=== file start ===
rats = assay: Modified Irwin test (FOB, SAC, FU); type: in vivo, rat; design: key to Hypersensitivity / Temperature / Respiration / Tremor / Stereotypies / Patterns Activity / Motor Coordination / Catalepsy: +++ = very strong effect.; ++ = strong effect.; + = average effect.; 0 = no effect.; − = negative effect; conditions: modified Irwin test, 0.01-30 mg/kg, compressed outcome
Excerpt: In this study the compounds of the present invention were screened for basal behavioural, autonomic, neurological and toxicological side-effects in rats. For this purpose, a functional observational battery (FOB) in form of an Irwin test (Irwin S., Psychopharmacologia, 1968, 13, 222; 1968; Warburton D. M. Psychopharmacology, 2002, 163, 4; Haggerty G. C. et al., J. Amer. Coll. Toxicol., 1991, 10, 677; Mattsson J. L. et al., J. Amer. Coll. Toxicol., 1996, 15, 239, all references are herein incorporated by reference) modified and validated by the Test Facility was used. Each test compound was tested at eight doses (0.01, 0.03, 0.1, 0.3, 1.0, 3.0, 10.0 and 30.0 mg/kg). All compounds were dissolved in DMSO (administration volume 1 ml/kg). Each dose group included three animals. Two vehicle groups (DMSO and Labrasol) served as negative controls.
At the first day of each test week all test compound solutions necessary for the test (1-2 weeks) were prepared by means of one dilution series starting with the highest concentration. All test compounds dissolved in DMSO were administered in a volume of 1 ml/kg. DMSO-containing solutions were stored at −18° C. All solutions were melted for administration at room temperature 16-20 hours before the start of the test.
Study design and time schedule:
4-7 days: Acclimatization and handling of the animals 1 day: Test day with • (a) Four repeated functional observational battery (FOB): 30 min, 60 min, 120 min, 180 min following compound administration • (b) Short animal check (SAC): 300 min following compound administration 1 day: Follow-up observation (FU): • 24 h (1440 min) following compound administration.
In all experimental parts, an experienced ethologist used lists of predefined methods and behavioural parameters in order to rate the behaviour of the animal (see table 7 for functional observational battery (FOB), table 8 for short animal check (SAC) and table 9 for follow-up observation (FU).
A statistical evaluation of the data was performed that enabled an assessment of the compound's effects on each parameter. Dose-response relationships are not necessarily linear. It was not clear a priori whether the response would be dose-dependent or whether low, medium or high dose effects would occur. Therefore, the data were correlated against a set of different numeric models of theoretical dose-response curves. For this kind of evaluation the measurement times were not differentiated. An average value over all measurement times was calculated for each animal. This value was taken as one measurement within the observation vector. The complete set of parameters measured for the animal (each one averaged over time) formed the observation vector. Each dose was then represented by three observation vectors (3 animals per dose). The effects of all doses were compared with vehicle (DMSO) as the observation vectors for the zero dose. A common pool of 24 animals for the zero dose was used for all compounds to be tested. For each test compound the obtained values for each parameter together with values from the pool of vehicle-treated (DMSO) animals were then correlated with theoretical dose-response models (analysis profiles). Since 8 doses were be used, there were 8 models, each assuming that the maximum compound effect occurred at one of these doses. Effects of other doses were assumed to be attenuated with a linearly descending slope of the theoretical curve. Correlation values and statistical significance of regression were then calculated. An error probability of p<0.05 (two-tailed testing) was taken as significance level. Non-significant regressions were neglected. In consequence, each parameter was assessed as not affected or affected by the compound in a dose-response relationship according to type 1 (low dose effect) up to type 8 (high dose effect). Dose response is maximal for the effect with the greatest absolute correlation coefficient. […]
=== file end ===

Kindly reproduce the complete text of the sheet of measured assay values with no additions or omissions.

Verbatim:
rats = assay: Modified Irwin test (FOB, SAC, FU); type: in vivo, rat; design: key to Hypersensitivity / Temperature / Respiration / Tremor / Stereotypies / Patterns Activity / Motor Coordination / Catalepsy: +++ = very strong effect.; ++ = strong effect.; + = average effect.; 0 = no effect.; − = negative effect; conditions: modified Irwin test, 0.01-30 mg/kg, compressed outcome
Excerpt: In this study the compounds of the present invention were screened for basal behavioural, autonomic, neurological and toxicological side-effects in rats. For this purpose, a functional observational battery (FOB) in form of an Irwin test (Irwin S., Psychopharmacologia, 1968, 13, 222; 1968; Warburton D. M. Psychopharmacology, 2002, 163, 4; Haggerty G. C. et al., J. Amer. Coll. Toxicol., 1991, 10, 677; Mattsson J. L. et al., J. Amer. Coll. Toxicol., 1996, 15, 239, all references are herein incorporated by reference) modified and validated by the Test Facility was used. Each test compound was tested at eight doses (0.01, 0.03, 0.1, 0.3, 1.0, 3.0, 10.0 and 30.0 mg/kg). All compounds were dissolved in DMSO (administration volume 1 ml/kg). Each dose group included three animals. Two vehicle groups (DMSO and Labrasol) served as negative controls.
At the first day of each test week all test compound solutions necessary for the test (1-2 weeks) were prepared by means of one dilution series starting with the highest concentration. All test compounds dissolved in DMSO were administered in a volume of 1 ml/kg. DMSO-containing solutions were stored at −18° C. All solutions were melted for administration at room temperature 16-20 hours before the start of the test.
Study design and time schedule:
4-7 days: Acclimatization and handling of the animals 1 day: Test day with • (a) Four repeated functional observational battery (FOB): 30 min, 60 min, 120 min, 180 min following compound administration • (b) Short animal check (SAC): 300 min following compound administration 1 day: Follow-up observation (FU): • 24 h (1440 min) following compound administration.
In all experimental parts, an experienced ethologist used lists of predefined methods and behavioural parameters in order to rate the behaviour of the animal (see table 7 for functional observational battery (FOB), table 8 for short animal check (SAC) and table 9 for follow-up observation (FU).
A statistical evaluation of the data was performed that enabled an assessment of the compound's effects on each parameter. Dose-response relationships are not necessarily linear. It was not clear a priori whether the response would be dose-dependent or whether low, medium or high dose effects would occur. Therefore, the data were correlated against a set of different numeric models of theoretical dose-response curves. For this kind of evaluation the measurement times were not differentiated. An average value over all measurement times was calculated for each animal. This value was taken as one measurement within the observation vector. The complete set of parameters measured for the animal (each one averaged over time) formed the observation vector. Each dose was then represented by three observation vectors (3 animals per dose). The effects of all doses were compared with vehicle (DMSO) as the observation vectors for the zero dose. A common pool of 24 animals for the zero dose was used for all compounds to be tested. For each test compound the obtained values for each parameter together with values from the pool of vehicle-treated (DMSO) animals were then correlated with theoretical dose-response models (analysis profiles). Since 8 doses were be used, there were 8 models, each assuming that the maximum compound effect occurred at one of these doses. Effects of other doses were assumed to be attenuated with a linearly descending slope of the theoretical curve. Correlation values and statistical significance of regression were then calculated. An error probability of p<0.05 (two-tailed testing) was taken as significance level. Non-significant regressions were neglected. In consequence, each parameter was assessed as not affected or affected by the compound in a dose-response relationship according to type 1 (low dose effect) up to type 8 (high dose effect). Dose response is maximal for the effect with the greatest absolute correlation coefficient. […]